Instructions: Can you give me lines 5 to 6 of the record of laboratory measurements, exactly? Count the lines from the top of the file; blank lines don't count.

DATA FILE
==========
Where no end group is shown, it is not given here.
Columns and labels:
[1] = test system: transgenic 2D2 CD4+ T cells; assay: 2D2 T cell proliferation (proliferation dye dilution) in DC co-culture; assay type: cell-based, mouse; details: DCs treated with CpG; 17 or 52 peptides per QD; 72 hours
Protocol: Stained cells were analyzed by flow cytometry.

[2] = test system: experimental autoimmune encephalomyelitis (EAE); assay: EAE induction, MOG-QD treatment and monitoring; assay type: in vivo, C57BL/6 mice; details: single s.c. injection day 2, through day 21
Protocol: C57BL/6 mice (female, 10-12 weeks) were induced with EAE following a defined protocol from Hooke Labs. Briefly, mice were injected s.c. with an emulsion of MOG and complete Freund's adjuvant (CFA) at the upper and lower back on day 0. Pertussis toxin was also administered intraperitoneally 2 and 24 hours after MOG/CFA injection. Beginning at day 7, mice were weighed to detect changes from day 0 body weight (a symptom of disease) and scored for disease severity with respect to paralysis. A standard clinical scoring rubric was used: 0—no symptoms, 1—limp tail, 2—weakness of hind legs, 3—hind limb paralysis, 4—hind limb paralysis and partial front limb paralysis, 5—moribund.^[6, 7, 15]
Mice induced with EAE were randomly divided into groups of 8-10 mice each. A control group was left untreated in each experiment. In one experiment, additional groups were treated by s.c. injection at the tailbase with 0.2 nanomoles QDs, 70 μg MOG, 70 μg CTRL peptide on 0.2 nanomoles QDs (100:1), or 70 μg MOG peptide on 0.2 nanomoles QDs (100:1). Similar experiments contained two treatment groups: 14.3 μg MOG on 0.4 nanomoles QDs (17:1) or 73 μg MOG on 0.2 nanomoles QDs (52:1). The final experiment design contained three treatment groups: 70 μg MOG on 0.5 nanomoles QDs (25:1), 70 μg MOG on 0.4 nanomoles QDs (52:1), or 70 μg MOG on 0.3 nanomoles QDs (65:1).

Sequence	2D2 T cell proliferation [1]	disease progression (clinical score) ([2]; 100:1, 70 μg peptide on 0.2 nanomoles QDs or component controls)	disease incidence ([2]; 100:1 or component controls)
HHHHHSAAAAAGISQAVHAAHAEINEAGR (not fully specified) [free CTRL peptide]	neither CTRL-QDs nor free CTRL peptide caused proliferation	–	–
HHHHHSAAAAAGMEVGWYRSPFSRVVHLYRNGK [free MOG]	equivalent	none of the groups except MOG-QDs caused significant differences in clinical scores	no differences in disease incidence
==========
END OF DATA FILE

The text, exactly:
[2] = test system: experimental autoimmune encephalomyelitis (EAE); assay: EAE induction, MOG-QD treatment and monitoring; assay type: in vivo, C57BL/6 mice; details: single s.c. injection day 2, through day 21
Protocol: C57BL/6 mice (female, 10-12 weeks) were induced with EAE following a defined protocol from Hooke Labs. Briefly, mice were injected s.c. with an emulsion of MOG and complete Freund's adjuvant (CFA) at the upper and lower back on day 0. Pertussis toxin was also administered intraperitoneally 2 and 24 hours after MOG/CFA injection. Beginning at day 7, mice were weighed to detect changes from day 0 body weight (a symptom of disease) and scored for disease severity with respect to paralysis. A standard clinical scoring rubric was used: 0—no symptoms, 1—limp tail, 2—weakness of hind legs, 3—hind limb paralysis, 4—hind limb paralysis and partial front limb paralysis, 5—moribund.^[6, 7, 15]